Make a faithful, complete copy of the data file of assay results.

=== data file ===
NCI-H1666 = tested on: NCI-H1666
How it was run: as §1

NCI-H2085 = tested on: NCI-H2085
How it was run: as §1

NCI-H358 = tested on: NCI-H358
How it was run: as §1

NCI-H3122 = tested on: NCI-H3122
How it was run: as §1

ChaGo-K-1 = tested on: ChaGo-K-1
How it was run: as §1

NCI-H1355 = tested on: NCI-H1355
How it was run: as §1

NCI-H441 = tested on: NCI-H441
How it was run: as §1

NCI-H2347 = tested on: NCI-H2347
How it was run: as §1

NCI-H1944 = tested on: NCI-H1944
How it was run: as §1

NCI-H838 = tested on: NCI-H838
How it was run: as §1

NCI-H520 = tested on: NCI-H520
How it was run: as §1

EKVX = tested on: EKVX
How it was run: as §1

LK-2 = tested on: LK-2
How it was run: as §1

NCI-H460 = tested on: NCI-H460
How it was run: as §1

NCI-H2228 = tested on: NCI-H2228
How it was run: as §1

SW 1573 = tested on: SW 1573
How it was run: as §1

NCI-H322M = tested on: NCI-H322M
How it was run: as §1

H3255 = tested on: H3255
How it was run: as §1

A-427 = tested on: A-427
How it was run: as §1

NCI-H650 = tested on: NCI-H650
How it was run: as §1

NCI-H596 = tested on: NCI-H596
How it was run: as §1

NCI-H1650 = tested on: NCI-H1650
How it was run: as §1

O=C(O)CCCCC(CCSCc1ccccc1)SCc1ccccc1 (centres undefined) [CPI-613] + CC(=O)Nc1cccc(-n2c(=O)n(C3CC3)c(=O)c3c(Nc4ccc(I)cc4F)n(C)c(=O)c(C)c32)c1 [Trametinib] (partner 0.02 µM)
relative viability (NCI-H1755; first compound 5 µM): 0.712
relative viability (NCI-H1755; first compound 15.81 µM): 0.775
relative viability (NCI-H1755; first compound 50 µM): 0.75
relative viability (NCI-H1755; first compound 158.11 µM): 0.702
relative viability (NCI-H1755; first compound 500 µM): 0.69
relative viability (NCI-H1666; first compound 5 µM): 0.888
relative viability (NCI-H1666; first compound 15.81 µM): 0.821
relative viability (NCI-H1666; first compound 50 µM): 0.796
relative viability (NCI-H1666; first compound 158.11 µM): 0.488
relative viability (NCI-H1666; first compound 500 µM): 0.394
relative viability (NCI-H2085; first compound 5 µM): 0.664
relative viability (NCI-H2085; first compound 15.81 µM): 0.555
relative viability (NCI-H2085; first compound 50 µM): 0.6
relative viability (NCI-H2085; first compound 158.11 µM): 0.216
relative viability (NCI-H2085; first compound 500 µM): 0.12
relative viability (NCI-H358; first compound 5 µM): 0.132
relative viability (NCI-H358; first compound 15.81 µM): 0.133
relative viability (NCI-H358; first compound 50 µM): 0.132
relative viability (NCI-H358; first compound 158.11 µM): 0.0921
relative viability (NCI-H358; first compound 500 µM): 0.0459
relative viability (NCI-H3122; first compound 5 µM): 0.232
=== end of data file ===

NCI-H1666 = tested on: NCI-H1666
How it was run: as §1

NCI-H2085 = tested on: NCI-H2085
How it was run: as §1

NCI-H358 = tested on: NCI-H358
How it was run: as §1

NCI-H3122 = tested on: NCI-H3122
How it was run: as §1

ChaGo-K-1 = tested on: ChaGo-K-1
How it was run: as §1

NCI-H1355 = tested on: NCI-H1355
How it was run: as §1

NCI-H441 = tested on: NCI-H441
How it was run: as §1

NCI-H2347 = tested on: NCI-H2347
How it was run: as §1

NCI-H1944 = tested on: NCI-H1944
How it was run: as §1

NCI-H838 = tested on: NCI-H838
How it was run: as §1

NCI-H520 = tested on: NCI-H520
How it was run: as §1

EKVX = tested on: EKVX
How it was run: as §1

LK-2 = tested on: LK-2
How it was run: as §1

NCI-H460 = tested on: NCI-H460
How it was run: as §1

NCI-H2228 = tested on: NCI-H2228
How it was run: as §1

SW 1573 = tested on: SW 1573
How it was run: as §1

NCI-H322M = tested on: NCI-H322M
How it was run: as §1

H3255 = tested on: H3255
How it was run: as §1

A-427 = tested on: A-427
How it was run: as §1

NCI-H650 = tested on: NCI-H650
How it was run: as §1

NCI-H596 = tested on: NCI-H596
How it was run: as §1

NCI-H1650 = tested on: NCI-H1650
How it was run: as §1

O=C(O)CCCCC(CCSCc1ccccc1)SCc1ccccc1 (centres undefined) [CPI-613] + CC(=O)Nc1cccc(-n2c(=O)n(C3CC3)c(=O)c3c(Nc4ccc(I)cc4F)n(C)c(=O)c(C)c32)c1 [Trametinib] (partner 0.02 µM)
relative viability (NCI-H1755; first compound 5 µM): 0.712
relative viability (NCI-H1755; first compound 15.81 µM): 0.775
relative viability (NCI-H1755; first compound 50 µM): 0.75
relative viability (NCI-H1755; first compound 158.11 µM): 0.702
relative viability (NCI-H1755; first compound 500 µM): 0.69
relative viability (NCI-H1666; first compound 5 µM): 0.888
relative viability (NCI-H1666; first compound 15.81 µM): 0.821
relative viability (NCI-H1666; first compound 50 µM): 0.796
relative viability (NCI-H1666; first compound 158.11 µM): 0.488
relative viability (NCI-H1666; first compound 500 µM): 0.394
relative viability (NCI-H2085; first compound 5 µM): 0.664
relative viability (NCI-H2085; first compound 15.81 µM): 0.555
relative viability (NCI-H2085; first compound 50 µM): 0.6
relative viability (NCI-H2085; first compound 158.11 µM): 0.216
relative viability (NCI-H2085; first compound 500 µM): 0.12
relative viability (NCI-H358; first compound 5 µM): 0.132
relative viability (NCI-H358; first compound 15.81 µM): 0.133
relative viability (NCI-H358; first compound 50 µM): 0.132
relative viability (NCI-H358; first compound 158.11 µM): 0.0921
relative viability (NCI-H358; first compound 500 µM): 0.0459
relative viability (NCI-H3122; first compound 5 µM): 0.232